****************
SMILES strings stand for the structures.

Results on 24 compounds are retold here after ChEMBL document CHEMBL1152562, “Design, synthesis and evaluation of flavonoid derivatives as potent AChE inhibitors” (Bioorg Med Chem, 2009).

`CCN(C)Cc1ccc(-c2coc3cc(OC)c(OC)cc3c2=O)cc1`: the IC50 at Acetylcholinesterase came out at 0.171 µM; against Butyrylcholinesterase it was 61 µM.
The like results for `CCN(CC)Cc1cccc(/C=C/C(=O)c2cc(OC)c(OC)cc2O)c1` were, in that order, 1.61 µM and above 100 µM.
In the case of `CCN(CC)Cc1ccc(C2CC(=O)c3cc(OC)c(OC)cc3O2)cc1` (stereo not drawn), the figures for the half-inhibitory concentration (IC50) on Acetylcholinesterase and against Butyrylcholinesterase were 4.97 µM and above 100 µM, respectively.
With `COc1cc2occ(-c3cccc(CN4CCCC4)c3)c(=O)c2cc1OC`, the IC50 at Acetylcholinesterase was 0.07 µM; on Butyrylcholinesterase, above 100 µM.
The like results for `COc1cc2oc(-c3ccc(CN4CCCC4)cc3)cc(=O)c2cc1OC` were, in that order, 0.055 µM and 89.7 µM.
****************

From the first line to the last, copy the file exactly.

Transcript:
SMILES strings stand for the structures.

Results on 24 compounds are retold here after ChEMBL document CHEMBL1152562, “Design, synthesis and evaluation of flavonoid derivatives as potent AChE inhibitors” (Bioorg Med Chem, 2009).

`CCN(C)Cc1ccc(-c2coc3cc(OC)c(OC)cc3c2=O)cc1`: the IC50 at Acetylcholinesterase came out at 0.171 µM; against Butyrylcholinesterase it was 61 µM.
The like results for `CCN(CC)Cc1cccc(/C=C/C(=O)c2cc(OC)c(OC)cc2O)c1` were, in that order, 1.61 µM and above 100 µM.
In the case of `CCN(CC)Cc1ccc(C2CC(=O)c3cc(OC)c(OC)cc3O2)cc1` (stereo not drawn), the figures for the half-inhibitory concentration (IC50) on Acetylcholinesterase and against Butyrylcholinesterase were 4.97 µM and above 100 µM, respectively.
With `COc1cc2occ(-c3cccc(CN4CCCC4)c3)c(=O)c2cc1OC`, the IC50 at Acetylcholinesterase was 0.07 µM; on Butyrylcholinesterase, above 100 µM.
The like results for `COc1cc2oc(-c3ccc(CN4CCCC4)cc3)cc(=O)c2cc1OC` were, in that order, 0.055 µM and 89.7 µM.